April 4, 2016
from Superior Court, judicial district of Tolland, Oliver, J.
Michael D. Day, with whom, on the brief, was John J. Duguay,
for the appellant (petitioner).
Michele C. Lukban, senior assistant state's attorney,
with whom, on the brief, were Gail P. Hardy, state's
attorney, and David M. Carlucci, assistant state's
attorney, for the appellee (respondent).
DiPentima, C. J., and Sheldon and Bear, Js.
DiPENTIMA, C. J.
petitioner, Trendel Tutson, appeals from the judgment of the
second habeas court, Oliver, J., denying his second
amended petition for a writ of habeas corpus. The petitioner
claims that the second habeas court erred by (1) concluding
that there was no reasonable probability that the result of
the habeas appeal from the first habeas court's denial of
his petition for certification to appeal would have been
different and (2) declining to presume that the petitioner
was prejudiced by his prior habeas appellate counsel's
failures to raise an issue on his petition for certification
to appeal from the first habeas court's ruling. We affirm
the judgment of the second habeas court.
petitioner was charged with attempt to commit murder in
violation of General Statutes §§ 53a-49 and
53a-54a, and assault in the first degree in violation of
General Statutes § 53a-59 (a) (5), for his role in a
shooting that took place between 1 and 1:30 p.m. on March 26,
2001, in Hartford. In order to resolve the issues in this
appeal, we revisit relevant facts concerning the
petitioner's alibi witnesses who testified at his trial
as set forth in State v. Tutson, 278 Conn.
715, 899 A.2d 598 (2006). Approximately eight months before
the petitioner's trial commenced, ‘‘[o]n
August 6, 2001, the [petitioner's trial counsel] sent a
letter to the state . . . identifying Julia Thomas (Julia) as
the only alibi witness. The letter contained no information,
however, regarding the [petitioner's] whereabouts at the
time the crime was committed. The [petitioner's trial
counsel] also provided the state with a three page
investigative report dated April 19, 2001. The report was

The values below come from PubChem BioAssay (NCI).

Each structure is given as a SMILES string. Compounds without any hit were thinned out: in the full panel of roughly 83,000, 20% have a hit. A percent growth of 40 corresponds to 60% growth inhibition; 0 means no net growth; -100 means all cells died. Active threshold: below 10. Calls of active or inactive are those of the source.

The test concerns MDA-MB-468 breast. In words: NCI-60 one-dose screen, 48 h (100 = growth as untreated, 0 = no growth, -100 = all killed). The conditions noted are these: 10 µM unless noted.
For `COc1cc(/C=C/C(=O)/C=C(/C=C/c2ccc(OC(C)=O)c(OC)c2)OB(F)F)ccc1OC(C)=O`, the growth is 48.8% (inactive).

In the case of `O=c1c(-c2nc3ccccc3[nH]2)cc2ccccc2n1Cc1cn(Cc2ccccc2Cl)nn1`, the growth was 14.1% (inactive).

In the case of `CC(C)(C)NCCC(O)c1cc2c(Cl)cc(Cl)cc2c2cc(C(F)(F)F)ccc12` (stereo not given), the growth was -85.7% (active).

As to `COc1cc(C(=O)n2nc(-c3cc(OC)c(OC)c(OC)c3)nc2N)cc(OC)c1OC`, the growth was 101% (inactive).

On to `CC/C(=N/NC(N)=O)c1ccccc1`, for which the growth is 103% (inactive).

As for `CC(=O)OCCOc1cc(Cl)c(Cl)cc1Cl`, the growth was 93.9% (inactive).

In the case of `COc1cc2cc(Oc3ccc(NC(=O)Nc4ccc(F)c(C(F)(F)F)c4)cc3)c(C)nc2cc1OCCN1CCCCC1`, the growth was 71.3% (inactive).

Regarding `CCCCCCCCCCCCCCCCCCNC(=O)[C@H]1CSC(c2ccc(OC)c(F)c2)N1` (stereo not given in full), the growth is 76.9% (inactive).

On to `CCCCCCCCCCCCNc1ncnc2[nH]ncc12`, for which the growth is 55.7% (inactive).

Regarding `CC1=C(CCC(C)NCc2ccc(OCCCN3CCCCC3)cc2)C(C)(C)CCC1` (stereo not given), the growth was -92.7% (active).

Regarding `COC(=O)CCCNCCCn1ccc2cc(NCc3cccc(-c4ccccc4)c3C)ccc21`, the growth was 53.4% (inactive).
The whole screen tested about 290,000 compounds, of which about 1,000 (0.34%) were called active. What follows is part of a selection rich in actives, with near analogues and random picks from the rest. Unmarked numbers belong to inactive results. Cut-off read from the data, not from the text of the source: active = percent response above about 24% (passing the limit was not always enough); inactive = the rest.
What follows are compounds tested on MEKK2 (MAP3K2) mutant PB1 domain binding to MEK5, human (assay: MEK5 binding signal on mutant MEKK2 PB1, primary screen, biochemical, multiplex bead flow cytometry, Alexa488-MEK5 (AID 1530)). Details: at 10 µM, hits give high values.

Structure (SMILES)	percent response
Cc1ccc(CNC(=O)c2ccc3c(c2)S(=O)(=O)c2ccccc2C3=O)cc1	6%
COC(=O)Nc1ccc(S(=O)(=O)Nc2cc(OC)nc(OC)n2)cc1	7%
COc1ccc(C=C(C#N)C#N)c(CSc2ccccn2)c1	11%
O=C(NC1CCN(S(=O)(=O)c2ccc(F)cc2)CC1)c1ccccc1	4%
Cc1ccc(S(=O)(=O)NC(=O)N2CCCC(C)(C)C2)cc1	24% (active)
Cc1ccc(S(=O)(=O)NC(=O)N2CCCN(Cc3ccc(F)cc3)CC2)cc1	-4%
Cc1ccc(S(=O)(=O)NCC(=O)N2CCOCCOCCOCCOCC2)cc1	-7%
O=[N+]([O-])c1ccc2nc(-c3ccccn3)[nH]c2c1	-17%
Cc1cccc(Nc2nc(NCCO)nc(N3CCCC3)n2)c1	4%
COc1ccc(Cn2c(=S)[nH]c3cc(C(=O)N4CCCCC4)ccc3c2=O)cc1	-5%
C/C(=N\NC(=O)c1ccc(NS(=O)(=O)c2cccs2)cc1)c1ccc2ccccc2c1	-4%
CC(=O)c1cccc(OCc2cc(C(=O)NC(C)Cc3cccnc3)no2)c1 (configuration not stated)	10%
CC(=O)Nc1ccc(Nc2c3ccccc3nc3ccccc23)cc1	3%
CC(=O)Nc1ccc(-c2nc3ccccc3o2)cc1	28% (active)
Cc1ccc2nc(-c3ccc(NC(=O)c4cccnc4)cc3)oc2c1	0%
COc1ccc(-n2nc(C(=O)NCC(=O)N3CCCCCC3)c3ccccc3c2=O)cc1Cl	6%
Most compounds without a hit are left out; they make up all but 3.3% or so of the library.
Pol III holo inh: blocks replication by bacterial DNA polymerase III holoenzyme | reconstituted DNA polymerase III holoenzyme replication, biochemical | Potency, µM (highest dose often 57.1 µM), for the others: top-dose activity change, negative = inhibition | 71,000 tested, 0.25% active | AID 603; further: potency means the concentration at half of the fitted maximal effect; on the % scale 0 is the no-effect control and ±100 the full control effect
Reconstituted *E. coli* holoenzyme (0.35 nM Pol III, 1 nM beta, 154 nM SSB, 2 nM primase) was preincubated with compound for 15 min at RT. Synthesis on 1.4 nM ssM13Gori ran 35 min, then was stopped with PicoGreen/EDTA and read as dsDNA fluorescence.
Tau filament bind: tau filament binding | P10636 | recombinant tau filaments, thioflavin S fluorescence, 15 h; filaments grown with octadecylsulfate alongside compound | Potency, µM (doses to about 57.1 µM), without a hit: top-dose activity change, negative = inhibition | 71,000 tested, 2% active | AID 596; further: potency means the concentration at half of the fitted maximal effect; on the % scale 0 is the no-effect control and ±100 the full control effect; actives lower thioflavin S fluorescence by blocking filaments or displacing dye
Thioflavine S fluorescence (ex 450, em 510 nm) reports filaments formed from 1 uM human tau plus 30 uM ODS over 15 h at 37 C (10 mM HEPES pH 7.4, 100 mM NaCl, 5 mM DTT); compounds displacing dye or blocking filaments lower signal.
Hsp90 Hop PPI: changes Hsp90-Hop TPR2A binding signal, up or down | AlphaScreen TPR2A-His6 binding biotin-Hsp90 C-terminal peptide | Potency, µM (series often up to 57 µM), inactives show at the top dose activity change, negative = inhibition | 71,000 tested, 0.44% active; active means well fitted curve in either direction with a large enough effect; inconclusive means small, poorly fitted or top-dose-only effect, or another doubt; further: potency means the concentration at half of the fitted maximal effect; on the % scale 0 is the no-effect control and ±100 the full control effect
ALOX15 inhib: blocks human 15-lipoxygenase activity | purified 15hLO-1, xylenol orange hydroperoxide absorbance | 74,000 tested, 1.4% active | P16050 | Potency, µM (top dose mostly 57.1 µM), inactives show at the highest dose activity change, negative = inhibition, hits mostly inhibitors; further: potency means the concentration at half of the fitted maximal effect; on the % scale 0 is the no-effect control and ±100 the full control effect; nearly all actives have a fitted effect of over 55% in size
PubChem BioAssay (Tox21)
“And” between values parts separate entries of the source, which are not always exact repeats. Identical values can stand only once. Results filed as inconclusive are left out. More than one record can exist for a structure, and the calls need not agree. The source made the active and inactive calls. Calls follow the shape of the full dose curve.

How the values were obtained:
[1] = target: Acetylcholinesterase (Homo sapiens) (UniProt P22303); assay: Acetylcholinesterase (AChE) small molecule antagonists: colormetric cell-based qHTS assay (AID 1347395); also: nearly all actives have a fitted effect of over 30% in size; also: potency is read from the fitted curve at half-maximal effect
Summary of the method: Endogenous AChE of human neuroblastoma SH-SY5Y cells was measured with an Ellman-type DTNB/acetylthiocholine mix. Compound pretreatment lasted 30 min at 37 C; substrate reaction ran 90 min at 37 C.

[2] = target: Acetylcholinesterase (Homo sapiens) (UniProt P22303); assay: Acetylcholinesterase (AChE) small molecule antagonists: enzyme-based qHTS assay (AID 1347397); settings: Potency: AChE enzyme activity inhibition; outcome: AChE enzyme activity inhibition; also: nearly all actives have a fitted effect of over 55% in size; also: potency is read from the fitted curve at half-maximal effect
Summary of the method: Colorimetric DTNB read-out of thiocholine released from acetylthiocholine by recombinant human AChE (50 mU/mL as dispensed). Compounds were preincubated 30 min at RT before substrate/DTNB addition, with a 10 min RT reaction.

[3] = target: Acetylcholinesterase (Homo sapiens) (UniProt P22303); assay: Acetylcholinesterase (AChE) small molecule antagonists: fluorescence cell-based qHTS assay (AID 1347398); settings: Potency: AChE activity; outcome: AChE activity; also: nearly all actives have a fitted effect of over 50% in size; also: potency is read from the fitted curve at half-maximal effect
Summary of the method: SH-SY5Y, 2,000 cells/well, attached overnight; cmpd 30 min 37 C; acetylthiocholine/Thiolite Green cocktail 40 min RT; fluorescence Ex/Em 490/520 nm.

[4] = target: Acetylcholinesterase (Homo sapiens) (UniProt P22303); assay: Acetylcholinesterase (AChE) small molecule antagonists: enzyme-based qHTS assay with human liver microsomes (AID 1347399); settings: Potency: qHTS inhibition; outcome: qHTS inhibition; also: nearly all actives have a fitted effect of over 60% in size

based on a personal interview with Julia and a telephone
interview with her son, Terrell Thomas (Terrell). Although
the report referred to the [petitioner's]
‘girlfriend' and listed the name of Rooty [Thomas
(Rooty)] as a subject to be interviewed, it did not name
Rooty as a prospective witness and did not identify her as
the [petitioner's] girlfriend.
trial commenced on March 11, 2002. The state alleged that the
[petitioner] was guilty as a principal or an accessory of
criminal attempt to commit murder and assault in the first
degree. In the bill of particulars . . . the state
specifically alleged that, ‘[o]n [March 26, 2001], at
approximately 1:30 p.m., the [petitioner] was the operator of
a 1997 white Dodge Neon proceeding east on Bond Street'
and that ‘[Philip] Washington was his front seat
passenger in the . . . Neon.' The state further alleged
that the [petitioner] had engaged in a car chase with
[Ernesto] Molina, who was driving a red Volkswagen Jetta
carrying two other passengers, [Jorge Pagan and one other
individual], and had fired a shot at the Jetta, or had
assisted Washington in shooting at the Jetta, thereby causing
physical injury to Molina.The [petitioner], relying on theories of
misidentification and alibi, attempted to convince the jury
that the two eyewitnesses to the shooting [Molina and Pagan]
incorrectly had identified him as the perpetrator because, at
the relevant time, he was in another location and thus could
not have committed the alleged offenses.
the state was nearing the end of its case-in-chief, [the
petitioner's trial counsel] represented to the court,
outside the presence of the jury, that she had given the
state the names of Julia and her sons, Terrell and Tyrone
Thomas (Tyrone), as alibi witnesses. An extended discussion
followed as to whether the [petitioner] had provided the
state with adequate notice to admit the proposed alibi
testimony . . . .
this discussion, [the petitioner's trial counsel]
declared that the [petitioner's] ‘strongest'
alibi witness was Rooty. When the state protested that it had
not been given notice that Rooty would testify as an alibi
witness, [the petitioner's trial counsel] replied that
she had included Rooty on the defense witness list, although
counsel was having difficulty locating her. Upon further
inquiry by the court, [the petitioner's trial counsel]
stated that if Rooty could be located and was allowed to
appear as an alibi witness, she would testify that she and
the [petitioner] went to New Haven following his visit with
Terrell to pick up her child or drop off her nephew. . . .
same day, prior to the testimony of the state's final
witness, the [petitioner's trial counsel] filed the